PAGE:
Irving-based Exxon Mobil said profits in last year’s fourth quarter fell 16 percent as its total production dipped and profits in its refining operations fell.
Exxon said it earned $8.35 billion, or $1.91 per share. That matched Wall Street’s forecast, but revenues fell 3.3 percent to $110.9 billion, short of expectations. A year earlier, Exxon earned $9.95 billion, or $2.20 per share.
Altogether, Exxon’s production fell 1.8 percent despite $42.5 billion in capital spending during the year, up 7 percent from a year ago. Production of crude oil rose marginally while natural gas output dipped about 5 percent in the year’s last three months.
Exxon’s shares (ticker: XOM) fell $1.12, or about 1 percent, to close at $93.99.
Also Thursday, Royal Dutch Shell said it earned $1.78 billion in the quarter, down 74 percent from a year earlier, as its production fell 5 percent and refining profits slipped.
During a conference call Thursday morning, financial analysts quizzed David Rosenthal, Exxon’s vice president of investor relations, about when the company’s spending would see a payoff in higher production. The company has several megaprojects, often with partners, that consume tens of billions of dollars before completion.
“We have been in a very capital-intensive mode,” Rosenthal said. The company looks for “the best opportunity to delivery long-term value” to its properties, he said, rather than having an annual goal of replacing reserves.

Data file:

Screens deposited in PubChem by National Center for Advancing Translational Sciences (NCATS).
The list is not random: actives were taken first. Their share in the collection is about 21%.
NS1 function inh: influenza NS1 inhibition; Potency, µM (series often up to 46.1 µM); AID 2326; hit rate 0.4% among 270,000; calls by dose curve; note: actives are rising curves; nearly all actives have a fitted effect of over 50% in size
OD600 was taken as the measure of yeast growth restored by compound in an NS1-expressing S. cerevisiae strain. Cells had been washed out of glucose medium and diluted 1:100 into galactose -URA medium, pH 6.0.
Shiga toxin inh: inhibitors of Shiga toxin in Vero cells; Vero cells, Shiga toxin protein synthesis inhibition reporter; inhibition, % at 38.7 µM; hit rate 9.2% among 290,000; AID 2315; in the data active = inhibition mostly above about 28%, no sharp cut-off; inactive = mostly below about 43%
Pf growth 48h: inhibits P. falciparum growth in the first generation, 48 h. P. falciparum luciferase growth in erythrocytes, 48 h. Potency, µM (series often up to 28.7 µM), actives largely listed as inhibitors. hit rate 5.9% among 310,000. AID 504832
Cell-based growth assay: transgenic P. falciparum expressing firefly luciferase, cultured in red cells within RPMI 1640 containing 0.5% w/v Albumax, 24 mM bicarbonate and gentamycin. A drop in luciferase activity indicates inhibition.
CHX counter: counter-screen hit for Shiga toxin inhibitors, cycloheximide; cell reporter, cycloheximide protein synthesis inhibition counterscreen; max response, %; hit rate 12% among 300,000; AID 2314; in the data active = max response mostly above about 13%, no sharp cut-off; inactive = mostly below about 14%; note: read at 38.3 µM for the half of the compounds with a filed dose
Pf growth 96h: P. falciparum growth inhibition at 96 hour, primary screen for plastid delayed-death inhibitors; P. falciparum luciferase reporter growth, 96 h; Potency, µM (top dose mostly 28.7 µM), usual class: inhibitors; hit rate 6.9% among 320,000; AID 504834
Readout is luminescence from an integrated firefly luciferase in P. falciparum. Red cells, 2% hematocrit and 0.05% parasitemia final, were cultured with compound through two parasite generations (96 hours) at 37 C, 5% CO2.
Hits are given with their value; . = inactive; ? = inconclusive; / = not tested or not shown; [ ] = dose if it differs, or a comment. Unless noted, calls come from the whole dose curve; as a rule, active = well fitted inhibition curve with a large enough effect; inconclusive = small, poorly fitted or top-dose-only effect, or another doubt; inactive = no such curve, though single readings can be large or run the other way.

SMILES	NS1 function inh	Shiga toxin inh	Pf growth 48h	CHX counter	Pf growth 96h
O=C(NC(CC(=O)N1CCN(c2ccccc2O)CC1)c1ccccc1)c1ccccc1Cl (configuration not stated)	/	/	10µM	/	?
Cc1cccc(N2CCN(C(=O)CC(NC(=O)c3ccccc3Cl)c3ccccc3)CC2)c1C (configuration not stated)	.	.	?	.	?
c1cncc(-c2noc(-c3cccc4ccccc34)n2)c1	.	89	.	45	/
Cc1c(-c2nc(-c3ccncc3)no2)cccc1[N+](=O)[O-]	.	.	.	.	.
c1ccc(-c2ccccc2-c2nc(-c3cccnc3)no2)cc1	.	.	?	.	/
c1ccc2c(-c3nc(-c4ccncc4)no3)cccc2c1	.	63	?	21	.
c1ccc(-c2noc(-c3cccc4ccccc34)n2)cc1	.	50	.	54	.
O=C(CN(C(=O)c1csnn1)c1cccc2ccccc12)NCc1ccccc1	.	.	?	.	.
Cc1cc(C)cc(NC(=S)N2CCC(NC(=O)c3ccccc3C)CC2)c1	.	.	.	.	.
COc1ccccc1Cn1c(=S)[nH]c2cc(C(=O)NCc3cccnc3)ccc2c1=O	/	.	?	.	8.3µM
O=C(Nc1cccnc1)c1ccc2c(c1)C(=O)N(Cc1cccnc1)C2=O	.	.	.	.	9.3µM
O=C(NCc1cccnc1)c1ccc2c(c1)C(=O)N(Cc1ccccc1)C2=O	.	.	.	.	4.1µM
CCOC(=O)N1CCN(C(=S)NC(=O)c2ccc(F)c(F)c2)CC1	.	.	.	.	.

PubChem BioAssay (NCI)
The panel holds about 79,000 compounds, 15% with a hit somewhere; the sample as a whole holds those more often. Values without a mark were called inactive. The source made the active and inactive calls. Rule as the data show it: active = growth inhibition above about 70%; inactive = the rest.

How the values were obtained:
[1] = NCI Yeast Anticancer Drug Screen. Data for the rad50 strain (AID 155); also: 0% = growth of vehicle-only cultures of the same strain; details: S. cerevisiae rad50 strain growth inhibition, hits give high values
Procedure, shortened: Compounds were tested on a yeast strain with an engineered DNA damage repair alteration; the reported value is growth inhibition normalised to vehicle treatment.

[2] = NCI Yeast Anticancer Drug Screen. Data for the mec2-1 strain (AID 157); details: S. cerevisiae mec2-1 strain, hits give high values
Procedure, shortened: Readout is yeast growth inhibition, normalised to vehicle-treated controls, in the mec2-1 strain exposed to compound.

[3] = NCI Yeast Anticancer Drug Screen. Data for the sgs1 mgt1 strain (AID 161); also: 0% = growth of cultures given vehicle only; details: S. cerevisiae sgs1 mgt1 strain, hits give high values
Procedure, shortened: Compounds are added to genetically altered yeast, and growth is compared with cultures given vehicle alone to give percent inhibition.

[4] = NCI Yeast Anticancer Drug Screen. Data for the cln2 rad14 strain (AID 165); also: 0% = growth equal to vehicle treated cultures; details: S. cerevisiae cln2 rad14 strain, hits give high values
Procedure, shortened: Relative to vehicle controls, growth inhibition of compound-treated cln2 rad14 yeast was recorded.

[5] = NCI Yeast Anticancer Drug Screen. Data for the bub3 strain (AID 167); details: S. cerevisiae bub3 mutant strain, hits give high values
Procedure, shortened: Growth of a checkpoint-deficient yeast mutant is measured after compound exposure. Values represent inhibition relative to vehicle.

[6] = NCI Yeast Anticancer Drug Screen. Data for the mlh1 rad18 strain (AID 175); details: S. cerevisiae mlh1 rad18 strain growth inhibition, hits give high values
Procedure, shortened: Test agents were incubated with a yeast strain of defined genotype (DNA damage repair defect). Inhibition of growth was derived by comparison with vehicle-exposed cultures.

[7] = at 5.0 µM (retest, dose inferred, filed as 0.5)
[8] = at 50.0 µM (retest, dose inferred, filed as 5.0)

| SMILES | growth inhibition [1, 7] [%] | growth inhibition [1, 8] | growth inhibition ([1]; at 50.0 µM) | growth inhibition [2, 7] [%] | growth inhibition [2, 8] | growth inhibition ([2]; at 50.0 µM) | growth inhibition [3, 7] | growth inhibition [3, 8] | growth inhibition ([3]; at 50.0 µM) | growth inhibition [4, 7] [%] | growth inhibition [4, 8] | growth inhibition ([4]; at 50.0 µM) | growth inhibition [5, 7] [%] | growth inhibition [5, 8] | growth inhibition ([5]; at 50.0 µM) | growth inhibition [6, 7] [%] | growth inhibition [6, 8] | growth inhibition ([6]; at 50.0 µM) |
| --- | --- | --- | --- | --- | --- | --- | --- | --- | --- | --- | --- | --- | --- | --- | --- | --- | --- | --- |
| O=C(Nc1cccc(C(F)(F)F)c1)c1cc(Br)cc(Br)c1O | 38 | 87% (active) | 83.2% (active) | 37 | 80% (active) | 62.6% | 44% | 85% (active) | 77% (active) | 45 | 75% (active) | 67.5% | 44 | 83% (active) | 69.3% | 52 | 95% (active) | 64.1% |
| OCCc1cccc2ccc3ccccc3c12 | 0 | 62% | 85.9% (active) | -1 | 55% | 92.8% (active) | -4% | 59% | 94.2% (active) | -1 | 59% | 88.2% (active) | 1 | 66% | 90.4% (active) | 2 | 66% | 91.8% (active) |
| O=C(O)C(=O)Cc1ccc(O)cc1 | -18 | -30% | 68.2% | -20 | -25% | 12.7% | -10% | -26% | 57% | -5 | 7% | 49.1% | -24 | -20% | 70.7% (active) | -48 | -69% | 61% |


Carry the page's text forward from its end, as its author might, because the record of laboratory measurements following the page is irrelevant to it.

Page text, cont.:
“The reserve additions will be the fallout of that” strategy, Rosenthal said.
In prepared remarks, Exxon CEO Rex Tillerson said projects in the works will produce profits and lift the business. Exxon has said it aims to increase total production 2 to 3 percent by 2017.
“Over the next two years, Exxon Mobil will start up numerous major projects delivering profitable new supplies of oil and natural gas while strengthening our refining and chemicals businesses,” Tillerson said.
In the fourth quarter the company averaged 2.235 million barrels of crude oil and natural gas liquids daily, up 32,000 barrels a day. Natural gas production declined by 654 million cubic feet a day, to 11.9 billion cubic feet.
Rosenthal summarized for investors the company’s efforts: A liquefied natural gas (LNG) project in Papua New Guinea, should begin deliveries by September; an oil sands project in Canada is proceeding, as is an oil project in Abu Dhabi. The company has moved to boost its production of crude oil and natural gas liquids, stepping up activities in West Texas’ Permian Basin, the Bakken Shale in North Dakota and the Woodford-Ardmore, he said.
“We’re bringing a lot of wells into sales every quarter,” Rosenthal said.
Exxon became the largest producer of U.S. natural gas with its 2010 acquisition of Fort Worth-based XTO Energy, a $41 billion deal that failed to produce immediate results due to stubbornly low gas prices. Rosenthal said the company is making “good progress” boosting drilling and operating efficiencies stemming from the XTO deal, although he stopped short of predicting when recent years’ steady declines in natural gas production would reverse.
“We know all these plays. When the market needs the gas, we’ll provide it,” he said.
For all of 2013, Exxon earned $32.6 billion on revenues of $438 billion. That compared to 2012’s earnings of $44.9 billion on revenues of $481 billion.